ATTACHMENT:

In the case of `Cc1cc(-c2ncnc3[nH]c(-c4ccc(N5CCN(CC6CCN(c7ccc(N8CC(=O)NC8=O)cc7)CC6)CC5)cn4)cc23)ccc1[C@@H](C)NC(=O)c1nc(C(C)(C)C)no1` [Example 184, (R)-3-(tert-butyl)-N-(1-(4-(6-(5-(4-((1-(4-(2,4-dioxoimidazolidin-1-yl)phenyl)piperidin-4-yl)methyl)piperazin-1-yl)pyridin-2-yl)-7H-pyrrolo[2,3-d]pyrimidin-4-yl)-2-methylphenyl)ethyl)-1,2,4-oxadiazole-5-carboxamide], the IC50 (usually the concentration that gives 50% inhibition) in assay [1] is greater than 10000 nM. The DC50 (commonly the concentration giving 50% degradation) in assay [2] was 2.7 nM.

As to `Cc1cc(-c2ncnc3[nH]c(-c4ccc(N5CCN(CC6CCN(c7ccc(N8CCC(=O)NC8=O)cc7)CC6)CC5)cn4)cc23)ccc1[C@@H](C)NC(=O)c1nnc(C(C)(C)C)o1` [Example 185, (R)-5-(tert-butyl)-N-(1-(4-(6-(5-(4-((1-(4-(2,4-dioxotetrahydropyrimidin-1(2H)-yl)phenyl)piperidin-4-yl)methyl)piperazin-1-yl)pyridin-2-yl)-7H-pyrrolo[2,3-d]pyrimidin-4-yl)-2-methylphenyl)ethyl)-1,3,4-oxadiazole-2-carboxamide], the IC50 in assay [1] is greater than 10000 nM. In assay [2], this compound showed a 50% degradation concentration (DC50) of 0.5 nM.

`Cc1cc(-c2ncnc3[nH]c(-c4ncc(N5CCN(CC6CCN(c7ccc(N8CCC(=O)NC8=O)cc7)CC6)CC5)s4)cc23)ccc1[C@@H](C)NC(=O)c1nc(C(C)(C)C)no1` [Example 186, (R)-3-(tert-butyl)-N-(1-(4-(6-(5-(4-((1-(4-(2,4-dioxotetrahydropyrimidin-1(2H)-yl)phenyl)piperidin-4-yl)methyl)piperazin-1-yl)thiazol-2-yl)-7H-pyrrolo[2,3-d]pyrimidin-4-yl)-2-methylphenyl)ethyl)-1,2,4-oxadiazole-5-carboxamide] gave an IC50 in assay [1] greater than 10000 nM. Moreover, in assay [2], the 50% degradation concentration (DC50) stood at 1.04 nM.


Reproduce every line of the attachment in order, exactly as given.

In the case of `Cc1cc(-c2ncnc3[nH]c(-c4ccc(N5CCN(CC6CCN(c7ccc(N8CC(=O)NC8=O)cc7)CC6)CC5)cn4)cc23)ccc1[C@@H](C)NC(=O)c1nc(C(C)(C)C)no1` [Example 184, (R)-3-(tert-butyl)-N-(1-(4-(6-(5-(4-((1-(4-(2,4-dioxoimidazolidin-1-yl)phenyl)piperidin-4-yl)methyl)piperazin-1-yl)pyridin-2-yl)-7H-pyrrolo[2,3-d]pyrimidin-4-yl)-2-methylphenyl)ethyl)-1,2,4-oxadiazole-5-carboxamide], the IC50 (usually the concentration that gives 50% inhibition) in assay [1] is greater than 10000 nM. The DC50 (commonly the concentration giving 50% degradation) in assay [2] was 2.7 nM.

As to `Cc1cc(-c2ncnc3[nH]c(-c4ccc(N5CCN(CC6CCN(c7ccc(N8CCC(=O)NC8=O)cc7)CC6)CC5)cn4)cc23)ccc1[C@@H](C)NC(=O)c1nnc(C(C)(C)C)o1` [Example 185, (R)-5-(tert-butyl)-N-(1-(4-(6-(5-(4-((1-(4-(2,4-dioxotetrahydropyrimidin-1(2H)-yl)phenyl)piperidin-4-yl)methyl)piperazin-1-yl)pyridin-2-yl)-7H-pyrrolo[2,3-d]pyrimidin-4-yl)-2-methylphenyl)ethyl)-1,3,4-oxadiazole-2-carboxamide], the IC50 in assay [1] is greater than 10000 nM. In assay [2], this compound showed a 50% degradation concentration (DC50) of 0.5 nM.

`Cc1cc(-c2ncnc3[nH]c(-c4ncc(N5CCN(CC6CCN(c7ccc(N8CCC(=O)NC8=O)cc7)CC6)CC5)s4)cc23)ccc1[C@@H](C)NC(=O)c1nc(C(C)(C)C)no1` [Example 186, (R)-3-(tert-butyl)-N-(1-(4-(6-(5-(4-((1-(4-(2,4-dioxotetrahydropyrimidin-1(2H)-yl)phenyl)piperidin-4-yl)methyl)piperazin-1-yl)thiazol-2-yl)-7H-pyrrolo[2,3-d]pyrimidin-4-yl)-2-methylphenyl)ethyl)-1,2,4-oxadiazole-5-carboxamide] gave an IC50 in assay [1] greater than 10000 nM. Moreover, in assay [2], the 50% degradation concentration (DC50) stood at 1.04 nM.